What Are the Symptoms of Low Testosterone in Women?

Physical Symptoms

Numerous physical symptoms are associated with low testosterone in women; it is a common risk factor for other conditions. The most common physical signs of low testosterone include but are not limited to:

  • Fatigue and sluggishness - Low testosterone often includes a sharp drop in energy levels for both men and women. Feelings of fatigue and sluggishness are common.
  • Weight gain and reduced muscle mass - Research has shown that testosterone levels and obesity are closely linked. Low testosterone levels are linked to an increase in body fat and a decrease in lean muscle mass.
  • Risk of bone loss - Testosterone helps maintain bone mass in men and women. When the levels of testosterone in the body are insufficient, conditions like osteoporosis can arise, resulting in a loss of bone density.
  • Potential hair loss - For women, testosterone can come with hair growth, like facial hair and body hair. This does have merit as it relates to very high levels of testosterone. However, low testosterone levels can contribute to body hair loss and even baldness in women.
  • Vaginal dryness - One byproduct of testosterone deficiency is vaginal dryness. Aside from being uncomfortable, this condition can make intercourse painful. Many turn to creams or gels to combat this irritating symptom.

Mental Symptoms

In addition to the physical symptoms associated with low testosterone, there are also some mental symptoms to watch out for. For example, anxiety is a common complaint among many women struggling with low testosterone.

This is related to testosterone’s role in mood regulation. Irritability and mood swings are also very common among women with low testosterone.

Concentration can also be affected. This brain fog is often associated with hormonal imbalances.

Sexual Symptoms

Low sex drive is very common among women dealing with low testosterone. Low libido (hypoactive sexual desire disorder) is a common symptom of testosterone deficiency among men and women.

Furthermore, testosterone has a role to play in fertility. For example, testosterone helps increase circulation to the pelvic region, stimulating cervical mucus production. This is important for fertility.  

On the flip side, high testosterone levels above 70 ng/dL, like those seen in polycystic ovarian syndrome (PCOS), are also known to contribute to infertility.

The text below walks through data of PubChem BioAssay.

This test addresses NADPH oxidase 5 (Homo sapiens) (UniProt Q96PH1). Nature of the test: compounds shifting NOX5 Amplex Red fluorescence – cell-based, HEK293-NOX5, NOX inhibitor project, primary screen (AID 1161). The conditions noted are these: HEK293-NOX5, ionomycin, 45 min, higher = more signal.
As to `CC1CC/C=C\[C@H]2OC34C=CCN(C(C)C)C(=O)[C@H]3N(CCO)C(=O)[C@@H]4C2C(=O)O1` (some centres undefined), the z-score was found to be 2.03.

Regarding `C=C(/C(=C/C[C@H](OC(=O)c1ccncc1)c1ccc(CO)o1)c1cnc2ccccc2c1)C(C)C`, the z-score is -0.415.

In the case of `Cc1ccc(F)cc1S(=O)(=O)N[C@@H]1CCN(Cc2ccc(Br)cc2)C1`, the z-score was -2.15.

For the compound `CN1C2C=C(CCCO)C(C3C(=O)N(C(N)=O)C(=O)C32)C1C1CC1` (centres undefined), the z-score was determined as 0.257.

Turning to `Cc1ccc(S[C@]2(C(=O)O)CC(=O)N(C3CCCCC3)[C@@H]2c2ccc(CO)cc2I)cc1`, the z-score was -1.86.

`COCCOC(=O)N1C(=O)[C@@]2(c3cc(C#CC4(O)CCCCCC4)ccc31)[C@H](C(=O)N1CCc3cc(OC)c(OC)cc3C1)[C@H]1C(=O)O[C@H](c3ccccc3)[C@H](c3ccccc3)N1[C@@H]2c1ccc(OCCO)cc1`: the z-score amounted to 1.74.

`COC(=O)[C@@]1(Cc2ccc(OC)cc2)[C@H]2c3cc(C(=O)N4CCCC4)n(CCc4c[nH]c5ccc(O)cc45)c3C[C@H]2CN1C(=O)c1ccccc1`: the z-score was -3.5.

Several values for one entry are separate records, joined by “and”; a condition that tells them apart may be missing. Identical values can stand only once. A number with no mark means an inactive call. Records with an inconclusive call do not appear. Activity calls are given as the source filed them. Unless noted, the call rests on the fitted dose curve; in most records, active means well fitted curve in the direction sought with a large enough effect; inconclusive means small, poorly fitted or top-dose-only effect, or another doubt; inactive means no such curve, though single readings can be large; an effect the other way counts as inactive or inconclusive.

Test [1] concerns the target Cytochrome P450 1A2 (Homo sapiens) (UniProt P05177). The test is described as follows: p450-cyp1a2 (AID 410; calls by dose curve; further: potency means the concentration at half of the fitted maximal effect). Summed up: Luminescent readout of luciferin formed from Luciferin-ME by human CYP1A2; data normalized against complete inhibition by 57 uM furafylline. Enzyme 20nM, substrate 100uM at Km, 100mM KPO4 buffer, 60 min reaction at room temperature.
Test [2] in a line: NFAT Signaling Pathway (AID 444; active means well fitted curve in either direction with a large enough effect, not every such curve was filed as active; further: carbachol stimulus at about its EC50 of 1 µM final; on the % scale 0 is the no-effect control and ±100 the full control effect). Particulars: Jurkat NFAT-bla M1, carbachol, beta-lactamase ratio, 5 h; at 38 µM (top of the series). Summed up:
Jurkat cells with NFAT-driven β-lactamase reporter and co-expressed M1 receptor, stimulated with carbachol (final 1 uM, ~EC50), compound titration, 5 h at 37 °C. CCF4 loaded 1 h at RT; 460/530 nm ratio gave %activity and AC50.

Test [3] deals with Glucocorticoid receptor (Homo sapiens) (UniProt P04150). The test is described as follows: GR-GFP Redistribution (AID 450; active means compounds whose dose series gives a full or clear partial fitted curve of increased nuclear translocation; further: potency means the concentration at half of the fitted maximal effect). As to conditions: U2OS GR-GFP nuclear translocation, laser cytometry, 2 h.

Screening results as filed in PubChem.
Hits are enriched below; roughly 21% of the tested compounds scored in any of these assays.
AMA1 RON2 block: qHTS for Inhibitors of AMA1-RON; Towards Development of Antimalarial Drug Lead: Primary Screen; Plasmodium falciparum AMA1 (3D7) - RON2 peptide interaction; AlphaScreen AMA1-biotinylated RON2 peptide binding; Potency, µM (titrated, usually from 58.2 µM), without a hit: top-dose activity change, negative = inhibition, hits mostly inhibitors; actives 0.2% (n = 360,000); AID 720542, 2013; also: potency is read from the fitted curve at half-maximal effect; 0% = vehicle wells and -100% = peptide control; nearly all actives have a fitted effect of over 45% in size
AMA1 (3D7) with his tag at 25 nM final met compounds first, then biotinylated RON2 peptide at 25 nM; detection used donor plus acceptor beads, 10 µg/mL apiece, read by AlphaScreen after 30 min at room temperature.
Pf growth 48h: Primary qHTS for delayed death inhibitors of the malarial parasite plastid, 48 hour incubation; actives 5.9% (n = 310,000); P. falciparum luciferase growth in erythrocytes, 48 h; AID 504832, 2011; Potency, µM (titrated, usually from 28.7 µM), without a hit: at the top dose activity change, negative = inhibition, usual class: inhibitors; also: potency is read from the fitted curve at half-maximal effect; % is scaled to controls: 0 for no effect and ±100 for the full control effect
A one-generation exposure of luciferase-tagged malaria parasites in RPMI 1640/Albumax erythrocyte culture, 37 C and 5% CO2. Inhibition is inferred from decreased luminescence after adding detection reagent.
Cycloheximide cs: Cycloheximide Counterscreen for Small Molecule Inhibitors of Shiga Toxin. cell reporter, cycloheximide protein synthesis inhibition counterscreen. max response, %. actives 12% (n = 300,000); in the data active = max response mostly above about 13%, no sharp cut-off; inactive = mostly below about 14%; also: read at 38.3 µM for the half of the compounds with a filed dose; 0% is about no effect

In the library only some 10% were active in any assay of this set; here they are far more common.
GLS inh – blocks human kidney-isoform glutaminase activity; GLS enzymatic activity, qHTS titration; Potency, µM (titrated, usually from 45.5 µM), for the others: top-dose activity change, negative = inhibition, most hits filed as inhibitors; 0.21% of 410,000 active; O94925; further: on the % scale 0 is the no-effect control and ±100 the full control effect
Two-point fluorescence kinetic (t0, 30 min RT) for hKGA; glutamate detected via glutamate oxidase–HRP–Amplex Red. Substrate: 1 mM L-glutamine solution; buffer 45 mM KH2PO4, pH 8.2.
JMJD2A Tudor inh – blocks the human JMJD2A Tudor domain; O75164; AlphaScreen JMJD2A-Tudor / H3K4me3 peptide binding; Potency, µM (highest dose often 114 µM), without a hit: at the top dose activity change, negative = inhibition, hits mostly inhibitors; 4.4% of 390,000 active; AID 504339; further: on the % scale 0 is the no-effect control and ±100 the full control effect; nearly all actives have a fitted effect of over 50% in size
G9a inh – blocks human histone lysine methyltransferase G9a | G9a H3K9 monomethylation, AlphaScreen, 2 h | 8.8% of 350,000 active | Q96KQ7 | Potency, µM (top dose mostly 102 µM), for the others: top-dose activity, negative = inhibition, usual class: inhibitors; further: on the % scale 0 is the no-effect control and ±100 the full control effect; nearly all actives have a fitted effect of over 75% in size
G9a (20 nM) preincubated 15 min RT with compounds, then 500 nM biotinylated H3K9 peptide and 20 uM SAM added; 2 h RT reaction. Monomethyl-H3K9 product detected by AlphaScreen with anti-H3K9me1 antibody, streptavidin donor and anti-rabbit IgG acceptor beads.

How Does a Low Testosterone Diagnosis Work?

The only way to verify if you have lower testosterone is by consulting a healthcare provider. Aside from a physical examination and detailed medical history, healthcare professionals can perform a blood test. This testosterone test is used to confirm total testosterone levels.

How Can You Treat Low Testosterone in Women?

The research into the treatment of low testosterone in women is still ongoing. While procedures like testosterone replacement therapy are common for men, the Endocrine Society does not recommend hormone replacement for women due to a lack of research.

Besides hormone therapy, medications like Estratest have been prescribed to post-menopausal women to help increase both estrogen and testosterone levels.

Furthermore, over-the-counter (OTC) dehydroepiandrosterone (DHEA) supplements are also an option since DHEA is a precursor to testosterone. But make sure to consult your healthcare provider first.

Lifestyle changes like eating a healthy diet, regular exercise, and stress management are simple ways to help boost testosterone levels.


Testosterone is not a male-only hormone. This androgen is crucial for women’s and men’s overall health and well-being.

Testosterone levels tend to drop as women age and get closer to menopause. A testosterone deficiency can bring many physical, mental, and sexual symptoms.

It’s best to consult your healthcare physician, who can offer medical advice, run the proper tests, and give you the best treatment options.


Reproductive Hormones | Endocrine Society

Androgen Therapy in Women: A Reappraisal: An Endocrine Society Clinical Practice Guideline | The Journal of Clinical Endocrinology & Metabolism | Oxford Academic

A concise review of testosterone and bone health | PMC

Testosterone and obesity | NIH